City hosts OWTNM 2015
From 16th to 18th April, City University London hosted the 23rd Optical Wave and Waveguide Theory and Numerical Modelling Workshop (OWTNM).
Formally opened by City's Vice-Chancellor, Professor Sir Paul Curran, on 16th April, OWTNM 2015 brought together leading experts from across the globe on the modelling of photonic components and the theory of electromagnetic waves.
The conference, which comes during UNESCO’s celebration of the International Year of Light, was chaired by Lecturer in the Department of Electrical and Electronic Engineering, Dr Arti Agrawal.
116 sixteen participants from 31 countries attended the annual Workshop, with nine coming from industry and 79 from academia. The main sponsors were CST Microwave and Lumerical leading firms in the production of simulation software for photonics. Seven other companies and professional bodies including the Optical Society of America (OSA) and Institute of Physics (IoP) were also sponsors.
Highly relevant topics were discussed such as the way in which radioative cooling can be achieved through optics for energy conservation; defence and security applications for plasmonics and metamaterials; and how fiber lasers can be scaled up in power.
Ninety-one papers - including two keynotes, eight invited talks, twenty-one contributed talks and sixty posters - were presented. These papers have been published in a book of abstracts. A special issue of the journal ‘Optical and Quantum Electronics’ will emerge from the Workshop later in the year and publisher Springer Verlag has approached Dr Agrawal to publish an edited book related to the scientific advances presented during OWTNM 2015. Free training was offered by Lumerical on FDTD technique and software, which was attended by 25 PhD and postdoctoral students.
Additionally, three ‘Best Student Paper’ prizes were awarded, co-sponsored by scientific publisher Wiley and the OSA. The International Editor of Nature Photonics also attended the conference and presented the student prizes.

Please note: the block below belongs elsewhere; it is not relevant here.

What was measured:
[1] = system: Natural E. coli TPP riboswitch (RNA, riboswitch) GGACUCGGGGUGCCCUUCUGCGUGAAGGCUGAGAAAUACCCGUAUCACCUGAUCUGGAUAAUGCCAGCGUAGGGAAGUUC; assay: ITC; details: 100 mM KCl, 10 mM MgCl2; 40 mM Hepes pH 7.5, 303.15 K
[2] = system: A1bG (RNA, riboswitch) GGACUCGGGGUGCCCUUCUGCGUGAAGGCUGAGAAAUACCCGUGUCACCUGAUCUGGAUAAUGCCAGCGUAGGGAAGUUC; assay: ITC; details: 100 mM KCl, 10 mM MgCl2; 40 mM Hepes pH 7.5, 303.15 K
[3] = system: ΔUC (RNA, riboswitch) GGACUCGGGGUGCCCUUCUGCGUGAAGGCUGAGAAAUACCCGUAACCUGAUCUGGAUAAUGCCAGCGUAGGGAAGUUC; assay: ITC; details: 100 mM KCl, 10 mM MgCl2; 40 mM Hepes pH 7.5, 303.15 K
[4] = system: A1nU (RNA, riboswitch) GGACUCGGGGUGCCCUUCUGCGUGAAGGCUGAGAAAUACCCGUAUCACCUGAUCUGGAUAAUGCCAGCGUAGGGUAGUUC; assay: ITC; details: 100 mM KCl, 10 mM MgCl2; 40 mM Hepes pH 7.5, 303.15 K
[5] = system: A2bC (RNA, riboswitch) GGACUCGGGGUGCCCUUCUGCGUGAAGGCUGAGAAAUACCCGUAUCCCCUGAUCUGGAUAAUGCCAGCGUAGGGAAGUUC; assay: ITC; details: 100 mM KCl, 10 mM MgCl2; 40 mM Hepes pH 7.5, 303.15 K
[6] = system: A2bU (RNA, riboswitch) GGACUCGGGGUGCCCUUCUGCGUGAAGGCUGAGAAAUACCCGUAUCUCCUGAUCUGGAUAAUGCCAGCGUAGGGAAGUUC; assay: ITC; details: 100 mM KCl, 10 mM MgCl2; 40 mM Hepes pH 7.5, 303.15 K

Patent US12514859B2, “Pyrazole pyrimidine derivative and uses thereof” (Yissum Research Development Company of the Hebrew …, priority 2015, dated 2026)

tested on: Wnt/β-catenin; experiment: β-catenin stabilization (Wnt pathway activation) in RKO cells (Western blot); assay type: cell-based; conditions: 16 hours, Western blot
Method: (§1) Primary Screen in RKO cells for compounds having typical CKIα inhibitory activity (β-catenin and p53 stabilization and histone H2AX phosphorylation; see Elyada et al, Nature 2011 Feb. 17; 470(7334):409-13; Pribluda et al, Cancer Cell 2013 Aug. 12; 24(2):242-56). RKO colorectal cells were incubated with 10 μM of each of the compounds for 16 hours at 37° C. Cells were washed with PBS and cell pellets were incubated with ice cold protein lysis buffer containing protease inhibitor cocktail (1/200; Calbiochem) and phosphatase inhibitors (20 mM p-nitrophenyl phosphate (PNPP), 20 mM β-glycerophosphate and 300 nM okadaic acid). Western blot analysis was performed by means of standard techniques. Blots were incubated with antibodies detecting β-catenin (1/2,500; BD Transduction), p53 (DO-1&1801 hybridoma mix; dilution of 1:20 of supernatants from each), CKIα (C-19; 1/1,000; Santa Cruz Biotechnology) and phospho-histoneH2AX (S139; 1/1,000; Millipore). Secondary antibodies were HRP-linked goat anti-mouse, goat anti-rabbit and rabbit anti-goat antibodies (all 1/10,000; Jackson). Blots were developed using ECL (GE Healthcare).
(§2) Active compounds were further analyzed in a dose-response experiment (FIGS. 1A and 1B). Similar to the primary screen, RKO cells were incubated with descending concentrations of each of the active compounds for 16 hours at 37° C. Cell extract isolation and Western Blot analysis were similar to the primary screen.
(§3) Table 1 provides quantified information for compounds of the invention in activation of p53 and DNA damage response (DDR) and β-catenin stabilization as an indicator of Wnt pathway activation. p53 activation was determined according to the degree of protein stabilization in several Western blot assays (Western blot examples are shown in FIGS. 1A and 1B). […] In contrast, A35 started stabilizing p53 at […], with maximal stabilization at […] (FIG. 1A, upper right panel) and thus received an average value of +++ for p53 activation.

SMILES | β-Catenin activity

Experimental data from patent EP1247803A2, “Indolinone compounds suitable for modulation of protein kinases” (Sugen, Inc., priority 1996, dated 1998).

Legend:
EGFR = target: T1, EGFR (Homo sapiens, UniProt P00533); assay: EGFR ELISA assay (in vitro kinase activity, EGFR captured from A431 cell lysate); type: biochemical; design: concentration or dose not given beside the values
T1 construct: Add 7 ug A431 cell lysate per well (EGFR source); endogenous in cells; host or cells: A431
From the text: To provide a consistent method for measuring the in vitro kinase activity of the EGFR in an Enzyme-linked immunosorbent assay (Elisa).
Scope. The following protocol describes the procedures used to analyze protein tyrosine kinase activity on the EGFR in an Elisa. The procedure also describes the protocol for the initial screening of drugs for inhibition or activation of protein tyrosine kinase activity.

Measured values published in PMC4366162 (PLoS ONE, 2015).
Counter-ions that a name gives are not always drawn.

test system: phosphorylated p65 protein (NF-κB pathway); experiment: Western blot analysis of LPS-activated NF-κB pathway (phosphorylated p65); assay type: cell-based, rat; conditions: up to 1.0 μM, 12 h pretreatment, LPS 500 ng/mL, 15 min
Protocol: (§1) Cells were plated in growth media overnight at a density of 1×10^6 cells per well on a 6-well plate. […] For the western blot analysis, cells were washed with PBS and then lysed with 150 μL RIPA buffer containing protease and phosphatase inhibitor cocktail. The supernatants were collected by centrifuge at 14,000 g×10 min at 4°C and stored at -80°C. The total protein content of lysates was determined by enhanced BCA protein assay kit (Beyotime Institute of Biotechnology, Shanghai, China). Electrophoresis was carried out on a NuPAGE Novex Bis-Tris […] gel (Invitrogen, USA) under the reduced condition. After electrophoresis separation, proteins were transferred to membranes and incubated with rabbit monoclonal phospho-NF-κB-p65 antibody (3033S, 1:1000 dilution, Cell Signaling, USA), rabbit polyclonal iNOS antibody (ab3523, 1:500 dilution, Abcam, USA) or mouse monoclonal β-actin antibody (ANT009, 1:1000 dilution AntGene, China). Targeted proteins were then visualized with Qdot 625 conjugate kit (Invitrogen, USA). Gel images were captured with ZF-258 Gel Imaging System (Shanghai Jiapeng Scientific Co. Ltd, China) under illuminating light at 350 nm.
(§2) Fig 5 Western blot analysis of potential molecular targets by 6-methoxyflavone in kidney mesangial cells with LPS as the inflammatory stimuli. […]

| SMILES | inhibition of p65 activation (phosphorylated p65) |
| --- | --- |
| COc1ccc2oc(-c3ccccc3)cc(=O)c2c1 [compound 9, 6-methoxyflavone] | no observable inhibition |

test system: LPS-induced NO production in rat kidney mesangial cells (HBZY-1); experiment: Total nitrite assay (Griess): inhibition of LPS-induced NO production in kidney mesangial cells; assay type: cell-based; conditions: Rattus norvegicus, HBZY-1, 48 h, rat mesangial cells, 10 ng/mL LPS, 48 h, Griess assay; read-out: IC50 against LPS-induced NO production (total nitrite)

During OWTNM 2015, there was a free ‘Women in Optics’ workshop and lunch, attended by 45 women and men featuring industry speakers addressing the topic of getting more women into the photonics industry.
Organised by Dr Agrawal and opened by Pro Vice-Chancellor for Research and Enterprise, Professor John Fothergill, the workshop was co-sponsored by the Institute of Physics (IoP) and the IEEE Photonics Society. Participants came from the UK, Poland, Greece, Spain, India and China.
Professor John Fothergill addressed the mixed messages communicated to young people about what girls and young women can and cannot do and mentioned the popular misconception that “boys build Lego and girls play with dolls”. He stated that these mistaken ideas negatively impact the perception of science, technology, engineering and mathematics (STEM), with fewer girls taking up science and engineering. This led to a discussion on the importance of attracting young girls into STEM and supporting women throughout their careers. The workshop focused on career options in the discipline of photonics within industry and academia.
Presentations from Rosie Cush (Oclaro) and Sally Day (University College London) included career advice and increasing female participation. There was a lively debate over lunch and after each talk about avenues for women to enter STEM professions and do well and what can be done to let people know about the changing face of industry. The discussion included the role of professional bodies in encouraging women in STEM careers and the channels through which volunteering can help to develop skills, get recognition, create networks and ultimately shape the environment that women operate in.
The OWTNM 2015 social programme included a welcome reception on 16th April, a gala dinner on board retired Navy warship vessel HMS President and a traditional “fish and chips” supper on the 18th. Delegates thoroughly enjoyed the opportunity to mingle with each other in a relaxed and informal atmosphere.
Photonics is the science and technology of generating, controlling, and detecting photons, which are particles of light. Photonics underpins technologies of daily life from smartphones to laptops to the Internet to medical instruments to lighting technology. The 21st century will depend as much on photonics as the 20th century depended on electronics.